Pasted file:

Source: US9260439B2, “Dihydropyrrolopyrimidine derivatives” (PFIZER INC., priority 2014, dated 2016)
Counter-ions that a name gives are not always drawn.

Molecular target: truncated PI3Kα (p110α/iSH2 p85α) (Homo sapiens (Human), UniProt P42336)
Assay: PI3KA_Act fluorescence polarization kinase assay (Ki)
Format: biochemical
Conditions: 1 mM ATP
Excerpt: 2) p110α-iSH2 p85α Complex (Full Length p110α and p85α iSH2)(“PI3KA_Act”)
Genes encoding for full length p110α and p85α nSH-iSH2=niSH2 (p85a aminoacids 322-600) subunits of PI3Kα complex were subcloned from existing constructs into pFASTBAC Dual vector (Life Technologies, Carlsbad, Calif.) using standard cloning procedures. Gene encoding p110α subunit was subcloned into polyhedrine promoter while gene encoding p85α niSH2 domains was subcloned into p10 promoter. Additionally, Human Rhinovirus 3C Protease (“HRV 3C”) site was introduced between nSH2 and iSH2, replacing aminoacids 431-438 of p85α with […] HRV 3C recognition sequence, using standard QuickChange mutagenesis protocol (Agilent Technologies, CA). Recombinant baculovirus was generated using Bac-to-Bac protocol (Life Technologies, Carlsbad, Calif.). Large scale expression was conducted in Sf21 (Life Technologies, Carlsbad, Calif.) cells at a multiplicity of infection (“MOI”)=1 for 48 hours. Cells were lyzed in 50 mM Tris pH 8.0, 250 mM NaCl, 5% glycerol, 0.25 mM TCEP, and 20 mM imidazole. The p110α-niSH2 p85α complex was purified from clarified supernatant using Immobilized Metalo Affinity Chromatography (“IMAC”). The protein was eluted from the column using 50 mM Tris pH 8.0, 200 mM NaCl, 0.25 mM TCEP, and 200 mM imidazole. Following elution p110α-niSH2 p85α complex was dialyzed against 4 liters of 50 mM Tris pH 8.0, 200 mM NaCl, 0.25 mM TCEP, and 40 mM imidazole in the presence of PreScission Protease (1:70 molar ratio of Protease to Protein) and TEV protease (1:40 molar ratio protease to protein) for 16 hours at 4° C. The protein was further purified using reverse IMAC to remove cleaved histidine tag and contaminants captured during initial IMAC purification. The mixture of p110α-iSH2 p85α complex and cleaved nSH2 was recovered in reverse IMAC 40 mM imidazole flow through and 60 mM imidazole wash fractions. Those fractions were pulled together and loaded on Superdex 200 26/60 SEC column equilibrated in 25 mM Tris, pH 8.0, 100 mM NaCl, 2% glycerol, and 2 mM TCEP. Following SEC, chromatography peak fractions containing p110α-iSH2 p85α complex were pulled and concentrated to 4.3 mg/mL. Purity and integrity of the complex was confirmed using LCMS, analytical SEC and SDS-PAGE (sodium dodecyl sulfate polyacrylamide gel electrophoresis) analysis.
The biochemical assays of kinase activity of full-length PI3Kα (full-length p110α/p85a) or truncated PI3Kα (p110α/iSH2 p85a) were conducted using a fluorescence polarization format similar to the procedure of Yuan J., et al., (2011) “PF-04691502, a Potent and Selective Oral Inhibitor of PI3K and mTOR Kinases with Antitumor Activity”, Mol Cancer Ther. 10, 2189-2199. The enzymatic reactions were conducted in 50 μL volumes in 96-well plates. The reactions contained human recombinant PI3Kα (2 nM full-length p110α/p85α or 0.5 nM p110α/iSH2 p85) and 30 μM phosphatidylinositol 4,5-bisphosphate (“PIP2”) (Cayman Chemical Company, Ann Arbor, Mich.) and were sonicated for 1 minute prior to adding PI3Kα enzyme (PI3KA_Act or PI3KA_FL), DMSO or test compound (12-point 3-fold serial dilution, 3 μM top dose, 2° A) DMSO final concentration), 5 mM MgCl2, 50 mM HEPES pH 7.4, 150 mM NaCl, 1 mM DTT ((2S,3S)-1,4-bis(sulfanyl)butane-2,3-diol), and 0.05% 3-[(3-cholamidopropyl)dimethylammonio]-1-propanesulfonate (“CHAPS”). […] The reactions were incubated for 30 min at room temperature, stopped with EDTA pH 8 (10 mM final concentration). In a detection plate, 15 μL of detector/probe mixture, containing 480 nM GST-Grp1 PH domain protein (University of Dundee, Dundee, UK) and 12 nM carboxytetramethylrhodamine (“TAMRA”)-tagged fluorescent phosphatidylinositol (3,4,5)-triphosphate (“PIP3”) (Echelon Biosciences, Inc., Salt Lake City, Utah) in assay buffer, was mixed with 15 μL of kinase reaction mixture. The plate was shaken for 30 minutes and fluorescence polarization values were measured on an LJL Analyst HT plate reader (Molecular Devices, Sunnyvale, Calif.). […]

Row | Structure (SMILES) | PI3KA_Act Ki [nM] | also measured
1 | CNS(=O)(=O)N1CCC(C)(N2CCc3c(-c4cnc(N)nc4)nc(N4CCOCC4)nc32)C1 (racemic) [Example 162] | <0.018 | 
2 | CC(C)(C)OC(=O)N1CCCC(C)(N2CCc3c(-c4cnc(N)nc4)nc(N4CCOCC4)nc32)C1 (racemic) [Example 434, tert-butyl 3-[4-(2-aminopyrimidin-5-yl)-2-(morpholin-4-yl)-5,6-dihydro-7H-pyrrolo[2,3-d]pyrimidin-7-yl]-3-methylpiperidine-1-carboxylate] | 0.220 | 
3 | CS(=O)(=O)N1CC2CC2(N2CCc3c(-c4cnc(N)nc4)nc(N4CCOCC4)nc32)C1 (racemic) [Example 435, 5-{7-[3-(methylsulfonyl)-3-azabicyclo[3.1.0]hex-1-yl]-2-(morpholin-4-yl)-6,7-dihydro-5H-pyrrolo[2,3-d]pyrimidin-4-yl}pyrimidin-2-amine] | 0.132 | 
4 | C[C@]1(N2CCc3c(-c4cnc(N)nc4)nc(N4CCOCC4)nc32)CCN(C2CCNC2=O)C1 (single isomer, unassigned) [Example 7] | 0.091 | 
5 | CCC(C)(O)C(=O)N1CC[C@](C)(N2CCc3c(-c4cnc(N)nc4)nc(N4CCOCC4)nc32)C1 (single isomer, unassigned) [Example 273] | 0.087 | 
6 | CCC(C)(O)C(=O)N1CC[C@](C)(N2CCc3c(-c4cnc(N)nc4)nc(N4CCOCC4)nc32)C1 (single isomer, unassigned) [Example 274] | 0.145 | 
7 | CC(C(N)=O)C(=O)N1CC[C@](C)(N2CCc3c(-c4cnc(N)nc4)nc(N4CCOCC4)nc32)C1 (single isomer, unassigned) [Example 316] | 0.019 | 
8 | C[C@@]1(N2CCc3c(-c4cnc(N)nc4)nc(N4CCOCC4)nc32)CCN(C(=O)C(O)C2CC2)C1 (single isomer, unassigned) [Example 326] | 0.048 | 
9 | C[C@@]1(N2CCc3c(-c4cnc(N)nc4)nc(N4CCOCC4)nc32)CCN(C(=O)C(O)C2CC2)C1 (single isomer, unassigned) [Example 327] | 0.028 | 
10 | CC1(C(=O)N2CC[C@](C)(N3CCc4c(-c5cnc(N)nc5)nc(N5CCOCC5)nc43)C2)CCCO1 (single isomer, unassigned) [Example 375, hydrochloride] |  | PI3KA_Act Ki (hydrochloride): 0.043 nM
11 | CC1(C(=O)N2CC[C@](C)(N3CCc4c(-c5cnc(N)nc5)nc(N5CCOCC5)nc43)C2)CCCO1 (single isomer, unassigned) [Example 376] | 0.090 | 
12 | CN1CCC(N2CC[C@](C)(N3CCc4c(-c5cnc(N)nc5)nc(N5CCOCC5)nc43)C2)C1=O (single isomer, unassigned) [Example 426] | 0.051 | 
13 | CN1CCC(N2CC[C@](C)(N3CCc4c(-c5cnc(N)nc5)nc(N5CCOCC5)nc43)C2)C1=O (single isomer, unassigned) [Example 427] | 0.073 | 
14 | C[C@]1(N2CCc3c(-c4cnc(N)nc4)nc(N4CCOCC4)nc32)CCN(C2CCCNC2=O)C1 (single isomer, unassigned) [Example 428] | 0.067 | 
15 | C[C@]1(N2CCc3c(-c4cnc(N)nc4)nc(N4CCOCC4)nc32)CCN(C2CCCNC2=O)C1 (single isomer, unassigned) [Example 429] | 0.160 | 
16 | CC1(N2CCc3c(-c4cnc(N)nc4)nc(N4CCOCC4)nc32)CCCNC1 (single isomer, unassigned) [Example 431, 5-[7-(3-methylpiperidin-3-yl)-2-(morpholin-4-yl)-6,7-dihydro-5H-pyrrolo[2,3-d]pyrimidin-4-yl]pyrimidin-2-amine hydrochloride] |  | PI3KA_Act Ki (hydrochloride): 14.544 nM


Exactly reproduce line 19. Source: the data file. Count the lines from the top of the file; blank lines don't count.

9 | C[C@@]1(N2CCc3c(-c4cnc(N)nc4)nc(N4CCOCC4)nc32)CCN(C(=O)C(O)C2CC2)C1 (single isomer, unassigned) [Example 327] | 0.028 | 